By Sybil Cummin, MA, LPC, ACS
You have been working with a client for several months and feel completely frustrated and stuck. What the heck is going on? I’m not a bad therapist, am I? Nope, this client must be resistant to real change, right? Hmmm. As you are doubting yourself and your client’s motivations, you might be missing something much more basic. Something we learned in the early stages of our training to become mental health professionals.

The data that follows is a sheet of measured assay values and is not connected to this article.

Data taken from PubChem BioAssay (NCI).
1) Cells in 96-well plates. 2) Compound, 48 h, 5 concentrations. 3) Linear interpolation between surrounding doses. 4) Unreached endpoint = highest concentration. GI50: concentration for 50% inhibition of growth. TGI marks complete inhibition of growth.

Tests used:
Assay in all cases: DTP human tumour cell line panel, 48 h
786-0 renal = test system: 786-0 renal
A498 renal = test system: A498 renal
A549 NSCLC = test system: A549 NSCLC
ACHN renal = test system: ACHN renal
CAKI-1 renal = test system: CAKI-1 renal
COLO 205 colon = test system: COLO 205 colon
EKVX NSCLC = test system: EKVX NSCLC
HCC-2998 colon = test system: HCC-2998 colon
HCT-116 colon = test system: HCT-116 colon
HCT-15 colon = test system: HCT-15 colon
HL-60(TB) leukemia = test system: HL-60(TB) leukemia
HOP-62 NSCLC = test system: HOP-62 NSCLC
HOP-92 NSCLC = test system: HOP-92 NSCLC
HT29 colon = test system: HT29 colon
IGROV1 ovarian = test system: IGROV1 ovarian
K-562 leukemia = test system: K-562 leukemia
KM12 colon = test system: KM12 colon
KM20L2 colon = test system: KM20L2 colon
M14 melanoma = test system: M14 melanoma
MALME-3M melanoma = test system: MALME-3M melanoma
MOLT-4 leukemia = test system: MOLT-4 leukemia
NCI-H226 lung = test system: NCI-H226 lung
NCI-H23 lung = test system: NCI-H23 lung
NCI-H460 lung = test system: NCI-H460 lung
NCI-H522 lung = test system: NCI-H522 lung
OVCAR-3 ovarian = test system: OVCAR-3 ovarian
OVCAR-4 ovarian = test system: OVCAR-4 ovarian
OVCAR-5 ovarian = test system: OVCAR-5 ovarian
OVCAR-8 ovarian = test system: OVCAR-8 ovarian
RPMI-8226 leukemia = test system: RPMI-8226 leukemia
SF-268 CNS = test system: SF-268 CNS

Maslow’s Hierarchy of Needs was developed in 1943 by Abraham Maslow and represents a shift in thinking about people’s motivation and psychology from a more “what is wrong with you, why can’t you reach your potential” to a more “what do you need to reach your potential.” His model can be seen as a pyramid (see the image below) where the most basic needs are seen in the bottom of the pyramid and the more complex or growth needs are pictured at the top. So, basically, we need to have our physiological needs met before we work our way up to improving our self-esteem and self-actualization (realizing our full individual potential). Do you remember this from one of those developmental classes or classes on theory?